On Feb. 24, 2007, plaintiff, 53, a mason, climbed on the exterior cross-braces of a scaffold to access a temporary platform erected in between the permanent levels of a scaffold in Public School 89, in the Allerton section of the Bronx. Plaintiff slipped and fell some 12 feet to the scaffold floor below, and he sustained injuries to his torso, knee and shoulder.
Plaintiff sued the site's owner, the site's operator, and the project's general contractor. He alleged that the defendants violated the New York State Labor Law.
Plaintiff claimed that he climbed on the scaffold because there was no other way to access the temporary platform. Two co-workers claimed that the crew had been typically using the exterior of the scaffold to access the temporary platform.
Plaintiff's counsel contended that the defendants violated New York Codes, Rules, and Regulations, title 23, parts 1.7(f) and 23-5.3(f), which specify that ladders, stairs or ramps must be provided for access and egress to scaffolds higher than 2 feet above the ground. Plaintiff's counsel claimed that the violations established that the site was not properly safeguarded, as required by Labor Law 241(6). They also claimed that the incident stemmed from an elevation-related hazard, as defined by Labor Law 240(1), and that plaintiff was not provided the proper, safe equipment that is a requirement of the statute.
The defendants contended that ladders were available for plaintiff to use. They claimed the plaintiff and the rest of the crew had been instructed during safety meetings to use ladders to access temporary platforms and not climb on the cross braces, as documented in their safety meetings reports. Plaintiff’s supervisors confirmed that the crew had been instructed to use ladders.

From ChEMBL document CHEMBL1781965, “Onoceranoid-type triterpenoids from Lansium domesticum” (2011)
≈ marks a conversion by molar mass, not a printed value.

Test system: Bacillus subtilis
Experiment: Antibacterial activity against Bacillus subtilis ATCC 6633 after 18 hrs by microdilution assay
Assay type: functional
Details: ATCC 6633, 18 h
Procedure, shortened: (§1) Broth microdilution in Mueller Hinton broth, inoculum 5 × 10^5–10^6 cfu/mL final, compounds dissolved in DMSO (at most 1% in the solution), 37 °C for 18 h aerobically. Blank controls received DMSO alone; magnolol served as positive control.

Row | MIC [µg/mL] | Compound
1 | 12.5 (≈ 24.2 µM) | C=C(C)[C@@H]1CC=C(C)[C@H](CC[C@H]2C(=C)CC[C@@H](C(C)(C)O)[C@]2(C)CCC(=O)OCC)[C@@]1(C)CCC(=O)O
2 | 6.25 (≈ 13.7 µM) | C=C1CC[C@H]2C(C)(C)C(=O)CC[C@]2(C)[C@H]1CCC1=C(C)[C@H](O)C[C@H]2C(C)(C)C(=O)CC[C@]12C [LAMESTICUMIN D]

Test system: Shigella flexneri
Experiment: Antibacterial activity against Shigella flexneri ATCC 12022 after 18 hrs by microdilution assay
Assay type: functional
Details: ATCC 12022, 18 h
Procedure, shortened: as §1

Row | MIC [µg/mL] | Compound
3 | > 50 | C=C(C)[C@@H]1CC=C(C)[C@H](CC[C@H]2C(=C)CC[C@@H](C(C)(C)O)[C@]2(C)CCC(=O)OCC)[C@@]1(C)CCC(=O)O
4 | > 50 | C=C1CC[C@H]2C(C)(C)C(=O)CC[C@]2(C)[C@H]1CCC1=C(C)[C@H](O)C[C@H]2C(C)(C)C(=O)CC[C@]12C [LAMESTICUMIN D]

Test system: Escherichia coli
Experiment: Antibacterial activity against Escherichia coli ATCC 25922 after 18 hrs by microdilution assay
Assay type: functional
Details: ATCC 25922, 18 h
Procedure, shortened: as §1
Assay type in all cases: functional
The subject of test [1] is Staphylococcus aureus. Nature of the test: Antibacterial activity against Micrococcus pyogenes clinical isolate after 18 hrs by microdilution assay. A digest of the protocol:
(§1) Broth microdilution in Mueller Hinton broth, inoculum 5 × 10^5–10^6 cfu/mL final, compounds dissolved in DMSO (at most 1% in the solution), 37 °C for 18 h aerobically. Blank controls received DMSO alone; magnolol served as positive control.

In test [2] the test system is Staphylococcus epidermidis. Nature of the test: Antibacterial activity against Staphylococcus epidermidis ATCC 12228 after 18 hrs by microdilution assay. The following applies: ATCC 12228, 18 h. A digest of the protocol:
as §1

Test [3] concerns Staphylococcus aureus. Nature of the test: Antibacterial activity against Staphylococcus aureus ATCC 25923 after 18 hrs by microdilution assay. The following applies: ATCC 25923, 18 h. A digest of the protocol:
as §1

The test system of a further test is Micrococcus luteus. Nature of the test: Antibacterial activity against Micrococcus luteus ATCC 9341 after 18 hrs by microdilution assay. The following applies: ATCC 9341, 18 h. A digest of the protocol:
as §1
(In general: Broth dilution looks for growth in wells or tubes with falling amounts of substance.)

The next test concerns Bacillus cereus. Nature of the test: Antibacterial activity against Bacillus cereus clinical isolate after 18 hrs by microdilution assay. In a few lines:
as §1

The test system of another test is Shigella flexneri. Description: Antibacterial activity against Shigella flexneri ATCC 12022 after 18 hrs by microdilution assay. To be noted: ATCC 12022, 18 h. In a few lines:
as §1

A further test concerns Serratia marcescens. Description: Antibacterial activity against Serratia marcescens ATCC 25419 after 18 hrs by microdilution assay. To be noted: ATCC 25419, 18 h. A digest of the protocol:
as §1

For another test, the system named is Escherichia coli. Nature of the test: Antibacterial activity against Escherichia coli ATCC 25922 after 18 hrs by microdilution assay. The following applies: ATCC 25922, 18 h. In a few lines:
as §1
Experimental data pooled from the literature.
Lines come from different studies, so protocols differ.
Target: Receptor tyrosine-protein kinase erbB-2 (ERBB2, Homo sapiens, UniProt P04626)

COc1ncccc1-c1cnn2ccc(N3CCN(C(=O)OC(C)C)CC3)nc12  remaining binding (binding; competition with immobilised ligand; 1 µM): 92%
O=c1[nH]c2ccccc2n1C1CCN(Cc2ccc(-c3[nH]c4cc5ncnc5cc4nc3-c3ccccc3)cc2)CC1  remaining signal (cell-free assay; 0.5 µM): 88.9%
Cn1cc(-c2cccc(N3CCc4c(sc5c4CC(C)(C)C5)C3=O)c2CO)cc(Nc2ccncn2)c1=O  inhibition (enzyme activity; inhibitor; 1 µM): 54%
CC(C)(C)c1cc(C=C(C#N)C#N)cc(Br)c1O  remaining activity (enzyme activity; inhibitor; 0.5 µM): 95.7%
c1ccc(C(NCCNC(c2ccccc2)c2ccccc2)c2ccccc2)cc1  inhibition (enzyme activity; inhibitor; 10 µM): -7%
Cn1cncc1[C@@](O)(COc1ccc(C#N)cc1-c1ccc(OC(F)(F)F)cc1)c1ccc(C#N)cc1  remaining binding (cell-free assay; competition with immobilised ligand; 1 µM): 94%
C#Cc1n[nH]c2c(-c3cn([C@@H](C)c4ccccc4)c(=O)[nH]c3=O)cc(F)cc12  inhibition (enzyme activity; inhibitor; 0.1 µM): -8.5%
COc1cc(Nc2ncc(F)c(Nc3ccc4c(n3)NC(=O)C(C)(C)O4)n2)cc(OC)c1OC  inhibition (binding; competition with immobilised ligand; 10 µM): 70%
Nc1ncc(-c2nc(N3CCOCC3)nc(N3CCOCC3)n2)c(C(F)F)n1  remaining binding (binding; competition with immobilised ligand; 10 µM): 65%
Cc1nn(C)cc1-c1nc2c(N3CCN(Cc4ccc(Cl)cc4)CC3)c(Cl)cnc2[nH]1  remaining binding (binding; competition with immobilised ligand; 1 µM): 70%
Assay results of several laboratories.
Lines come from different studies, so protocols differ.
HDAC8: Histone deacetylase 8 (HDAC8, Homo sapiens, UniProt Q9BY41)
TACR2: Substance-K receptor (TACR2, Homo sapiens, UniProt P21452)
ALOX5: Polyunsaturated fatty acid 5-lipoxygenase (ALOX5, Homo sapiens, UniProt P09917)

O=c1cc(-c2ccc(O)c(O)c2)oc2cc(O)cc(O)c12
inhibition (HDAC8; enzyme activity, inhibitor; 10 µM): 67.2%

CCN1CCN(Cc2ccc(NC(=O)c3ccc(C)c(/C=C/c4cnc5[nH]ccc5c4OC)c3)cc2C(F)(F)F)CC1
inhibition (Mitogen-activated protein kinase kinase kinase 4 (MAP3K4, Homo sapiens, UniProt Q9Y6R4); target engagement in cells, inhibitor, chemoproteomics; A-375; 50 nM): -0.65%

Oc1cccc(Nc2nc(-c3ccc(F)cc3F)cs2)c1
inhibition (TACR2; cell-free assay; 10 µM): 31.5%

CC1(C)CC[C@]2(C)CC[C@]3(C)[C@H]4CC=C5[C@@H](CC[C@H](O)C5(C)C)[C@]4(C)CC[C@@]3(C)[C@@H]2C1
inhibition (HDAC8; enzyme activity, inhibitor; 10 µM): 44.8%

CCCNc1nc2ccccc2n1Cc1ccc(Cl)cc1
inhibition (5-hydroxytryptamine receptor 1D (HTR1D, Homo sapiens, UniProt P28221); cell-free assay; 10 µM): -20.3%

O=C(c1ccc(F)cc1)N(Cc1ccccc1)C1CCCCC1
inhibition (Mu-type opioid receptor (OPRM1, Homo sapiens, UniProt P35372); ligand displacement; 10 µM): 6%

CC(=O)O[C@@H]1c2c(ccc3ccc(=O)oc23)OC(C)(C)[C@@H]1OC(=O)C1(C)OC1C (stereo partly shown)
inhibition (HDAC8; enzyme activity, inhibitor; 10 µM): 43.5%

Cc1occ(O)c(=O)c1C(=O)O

Plaintiff sustained fractures of his sixth, seventh, eighth and ninth ribs; a tear of the posterior horn of his left knee's medial meniscus; a right shoulder dislocation; a right bicep tendon tear; and a tear of the right rotator cuff, including tears of the supraspinatus, infraspinatus and teres minor.
Plaintiff was taken to Jacobi Medical Center after the accident and treated to reduce the shoulder dislocation.
In June 2007, plaintiff underwent open reduction, internal fixation surgery for the right shoulder that included the installation of an anchor. He underwent arthroscopic surgery on his knee to remove the torn portion of the posterior horn of the medial meniscus in June 2008. He treated with physical therapy some three times a week for more than a year after the accident.
Plaintiff claimed that he was unable to raise his dominant right arm more than 60 degrees above his waist, and as a result he was unable to return to work. He sought recovery of pain and suffering, as well as medical expenses and lost earnings. Plaintiff asked the jury to award between $4 million and $7 million.
Defense counsel argued that plaintiff’s knee injury was pre-existing, as he had received medical treatment for his left knee some six months before the fall. Defense counsel also argued that he had made a full recovery from the shoulder injury. The defense's orthopedic expert testified that two years after the incident plaintiff had recovered full 180-degree movement of his arm.
The trial lasted four weeks and the jury deliberated for one day before awarding a jury verdict of $2,871,200.
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